You have been commissioned to participate in the Great Commission. So have I.
It’s the commission (“…go and make disciples of all nations…” Matthew 28:19) we are all aware of it, but few take it seriously.
Our fruit is meager.
Our guilt is real.
My daughter, Anna, at the ripe ol’ age of 6 nailed it on the head:
“Mommy, is the most important thing about being a Christian telling other people about Jesus?”
“Yes!” I announced. My internal dialogue kicked in. “She gets it! I’m doing a good job.”
My self-affirmation was short lived.
“Well then, (long pause) why don’t you do it very often?”
She called a spade a spade.
Anna had heard me “preach to the choir” a hundred times in her short life. But she was right, she had never once heard me share my faith with someone who did not know Jesus.
It was one of Jesus’ last words and it’s a word, a commission, that needs to be taken to heart.
It’s not about distance, however. Going overseas is not better than going across your backyard.
It’s all about love.
But love takes time and most of us live in the red. We “have no time.”
Programmed church activities are a great use of gifts and a part of our calling, but left unchecked they require enormous amounts of our “free time”—leaving little margin to commit to the time consuming work of getting to know and loving another human being or family.
Programs don’t bring people to Christ. People bring people to Christ.
Programs are predictable (Be there from 6-8 pm). People are messy and unpredictable.
Nine times out of ten, being a part of the Great Commission is about developing intentional friendships. It’s about taking the time to get to know someone. It’s about sharing life over the long haul, on the soccer field, at work, in your neighbor’s garage. It’s about earning the right and the opportunity to share your heart and ask life-changing questions. It happens quite naturally when love is established and the time is right and ripe.
It’s a matter of love, not obligation.
It takes time. It takes margin. Embracing the rhythm “Run hard. Rest well.” is a great place to start.
Who’s on your radar? A cousin. A co-worker. A neighbor.
Make love, with no strings attached, your aim. Set your sites long. Stay on your knees.
Want a game plan?
- Who is God laying on your heart? Commit them to prayer. If appropriate, invite your kids to pray as well. Include them in on the commissioning.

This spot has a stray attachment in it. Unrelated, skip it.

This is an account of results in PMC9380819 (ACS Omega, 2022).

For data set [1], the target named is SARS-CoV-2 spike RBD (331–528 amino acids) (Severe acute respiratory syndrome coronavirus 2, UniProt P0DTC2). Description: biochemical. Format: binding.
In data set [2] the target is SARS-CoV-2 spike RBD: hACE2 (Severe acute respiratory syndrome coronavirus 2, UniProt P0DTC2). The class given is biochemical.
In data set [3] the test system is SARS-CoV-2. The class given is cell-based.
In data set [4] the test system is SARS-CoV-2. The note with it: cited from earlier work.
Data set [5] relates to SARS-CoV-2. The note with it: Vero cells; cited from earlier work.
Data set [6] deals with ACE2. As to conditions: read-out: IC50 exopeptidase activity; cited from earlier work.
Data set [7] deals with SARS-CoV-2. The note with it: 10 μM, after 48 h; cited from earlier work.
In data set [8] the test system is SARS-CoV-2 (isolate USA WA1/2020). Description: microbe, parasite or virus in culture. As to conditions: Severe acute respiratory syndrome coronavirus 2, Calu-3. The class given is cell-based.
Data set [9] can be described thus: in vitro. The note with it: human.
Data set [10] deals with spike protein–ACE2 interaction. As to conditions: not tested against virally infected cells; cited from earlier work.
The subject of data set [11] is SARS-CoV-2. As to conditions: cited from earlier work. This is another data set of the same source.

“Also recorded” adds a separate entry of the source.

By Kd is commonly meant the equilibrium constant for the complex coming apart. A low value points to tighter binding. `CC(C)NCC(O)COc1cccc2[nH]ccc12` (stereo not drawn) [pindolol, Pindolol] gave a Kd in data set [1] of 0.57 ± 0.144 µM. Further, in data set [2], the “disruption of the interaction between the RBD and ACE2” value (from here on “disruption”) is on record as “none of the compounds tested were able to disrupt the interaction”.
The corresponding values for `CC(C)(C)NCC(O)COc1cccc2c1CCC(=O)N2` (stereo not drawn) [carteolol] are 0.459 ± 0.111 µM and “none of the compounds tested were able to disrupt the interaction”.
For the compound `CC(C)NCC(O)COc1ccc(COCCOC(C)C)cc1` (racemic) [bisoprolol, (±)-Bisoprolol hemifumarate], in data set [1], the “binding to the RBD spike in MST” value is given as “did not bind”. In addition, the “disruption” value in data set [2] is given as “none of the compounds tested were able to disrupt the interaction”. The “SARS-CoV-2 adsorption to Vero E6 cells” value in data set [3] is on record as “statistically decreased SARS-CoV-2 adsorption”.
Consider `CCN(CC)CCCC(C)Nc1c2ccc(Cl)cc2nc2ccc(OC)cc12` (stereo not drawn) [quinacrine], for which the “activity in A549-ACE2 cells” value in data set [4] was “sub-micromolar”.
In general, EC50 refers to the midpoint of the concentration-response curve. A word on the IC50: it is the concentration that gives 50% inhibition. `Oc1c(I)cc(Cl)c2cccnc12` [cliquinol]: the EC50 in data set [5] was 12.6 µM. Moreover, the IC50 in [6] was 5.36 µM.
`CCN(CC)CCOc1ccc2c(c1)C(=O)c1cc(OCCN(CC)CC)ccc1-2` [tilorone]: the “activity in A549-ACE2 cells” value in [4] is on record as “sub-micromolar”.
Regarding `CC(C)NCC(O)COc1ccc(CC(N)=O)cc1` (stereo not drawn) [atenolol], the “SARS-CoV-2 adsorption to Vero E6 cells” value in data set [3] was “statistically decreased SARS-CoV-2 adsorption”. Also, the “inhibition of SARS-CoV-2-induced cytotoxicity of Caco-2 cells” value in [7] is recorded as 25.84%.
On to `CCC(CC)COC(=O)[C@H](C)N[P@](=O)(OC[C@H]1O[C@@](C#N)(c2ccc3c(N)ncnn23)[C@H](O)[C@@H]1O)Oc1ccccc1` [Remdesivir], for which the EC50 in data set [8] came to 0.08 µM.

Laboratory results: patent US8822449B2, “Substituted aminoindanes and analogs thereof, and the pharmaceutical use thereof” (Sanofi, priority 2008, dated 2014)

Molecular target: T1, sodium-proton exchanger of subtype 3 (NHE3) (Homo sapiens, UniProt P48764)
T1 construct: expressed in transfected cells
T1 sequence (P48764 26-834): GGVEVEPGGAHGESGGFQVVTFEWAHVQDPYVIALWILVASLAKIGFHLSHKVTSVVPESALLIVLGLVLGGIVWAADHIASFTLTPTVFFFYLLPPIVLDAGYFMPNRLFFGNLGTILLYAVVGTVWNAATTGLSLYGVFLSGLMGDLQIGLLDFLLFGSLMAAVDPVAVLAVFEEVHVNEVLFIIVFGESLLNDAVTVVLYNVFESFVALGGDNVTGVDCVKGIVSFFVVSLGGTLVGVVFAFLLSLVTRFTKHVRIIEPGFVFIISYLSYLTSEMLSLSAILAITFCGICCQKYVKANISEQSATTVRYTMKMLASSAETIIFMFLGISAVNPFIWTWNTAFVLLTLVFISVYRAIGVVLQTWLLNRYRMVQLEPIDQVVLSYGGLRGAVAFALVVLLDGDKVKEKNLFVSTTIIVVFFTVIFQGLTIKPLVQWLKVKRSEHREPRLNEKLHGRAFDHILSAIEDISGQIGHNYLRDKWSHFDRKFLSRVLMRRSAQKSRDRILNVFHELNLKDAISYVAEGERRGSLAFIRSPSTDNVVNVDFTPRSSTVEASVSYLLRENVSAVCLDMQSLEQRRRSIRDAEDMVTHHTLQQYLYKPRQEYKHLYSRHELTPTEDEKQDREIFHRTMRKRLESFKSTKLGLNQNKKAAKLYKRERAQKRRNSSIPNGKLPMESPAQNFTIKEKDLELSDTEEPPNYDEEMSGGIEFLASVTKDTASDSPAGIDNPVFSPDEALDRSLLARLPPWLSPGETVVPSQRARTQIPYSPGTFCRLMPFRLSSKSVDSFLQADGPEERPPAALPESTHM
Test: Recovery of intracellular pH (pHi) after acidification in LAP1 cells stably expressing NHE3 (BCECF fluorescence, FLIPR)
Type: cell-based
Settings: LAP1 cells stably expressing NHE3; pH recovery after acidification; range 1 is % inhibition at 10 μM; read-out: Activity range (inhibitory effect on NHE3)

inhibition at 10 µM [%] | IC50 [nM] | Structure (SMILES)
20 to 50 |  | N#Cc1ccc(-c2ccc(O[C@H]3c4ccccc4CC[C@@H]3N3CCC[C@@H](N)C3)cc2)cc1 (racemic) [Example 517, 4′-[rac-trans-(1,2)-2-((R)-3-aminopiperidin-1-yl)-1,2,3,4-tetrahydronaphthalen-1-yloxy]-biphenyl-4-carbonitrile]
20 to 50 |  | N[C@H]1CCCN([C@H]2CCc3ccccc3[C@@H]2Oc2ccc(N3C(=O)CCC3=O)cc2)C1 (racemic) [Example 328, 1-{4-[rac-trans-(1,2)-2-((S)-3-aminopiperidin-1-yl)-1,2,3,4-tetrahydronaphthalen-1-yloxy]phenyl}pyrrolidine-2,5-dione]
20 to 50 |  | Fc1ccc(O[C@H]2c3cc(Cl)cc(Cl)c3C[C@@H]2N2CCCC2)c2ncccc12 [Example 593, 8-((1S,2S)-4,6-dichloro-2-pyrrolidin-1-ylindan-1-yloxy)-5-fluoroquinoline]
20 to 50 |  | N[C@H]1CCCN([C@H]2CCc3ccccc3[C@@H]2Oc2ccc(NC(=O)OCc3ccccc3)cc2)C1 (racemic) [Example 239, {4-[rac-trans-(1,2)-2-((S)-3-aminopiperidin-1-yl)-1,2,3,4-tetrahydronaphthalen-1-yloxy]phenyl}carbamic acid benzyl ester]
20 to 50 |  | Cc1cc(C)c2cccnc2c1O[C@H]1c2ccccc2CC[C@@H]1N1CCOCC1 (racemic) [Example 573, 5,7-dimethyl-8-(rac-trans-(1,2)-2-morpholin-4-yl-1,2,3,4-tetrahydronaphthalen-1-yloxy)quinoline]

- Rest well.
- Pick up the phone, send a text, walk across the street, get together. Regularly.
This summer might be a great time to start.
If time allows, click to read a great, short article for sharing your faith. It’s called 5 Simple Steps for Sharing Your Faith by Gary Cobb. The 5 steps are located at the bottom of a thoughtful article by Kristin Driscoll.
How are you doing with the Great Commission these days? Join the conversation here, or on Facebook – we love hearing from you!
Is This Your First Time Here?
Welcome! We’re a group that gathers around the theme, “There has to be a better way.” We’re finding it in the 4-word mission statement, “Run hard. Rest well.”
- It’s a journey into the heart of God. It comes our way through an on-going exploration of four biblical rhythms that revive, replenish and restore: Sabbath Keeping, Sleep (and other simple stress-reducers), Stillness—personal retreat, and Solitude—personal retreat.
- It’s an expedition that challenges us at every turn. It convicts us in deep, tender places. It alters our priorities and plans. It’s not for the faint of heart.
- It’s adventure at its best – as we learn to run the race in a power not our own.
2 thoughts on “Commission”
It’s really hard to walk out of that box we have decided to live in. It’s hard because the walls are safe. It hard because we could be hurt. It’s hard because it involves every part of our being…..especially our time which we hoard. And then you look around. Who gave you the money? Then tithe. Who gave you the time? The be a steward of that, too. Tithe your time, your resources, your talents. And if that’s too much….then begin with smaller chunks….the secret is “begin”.
“Charge!” My feet are hitting the floor, Betty.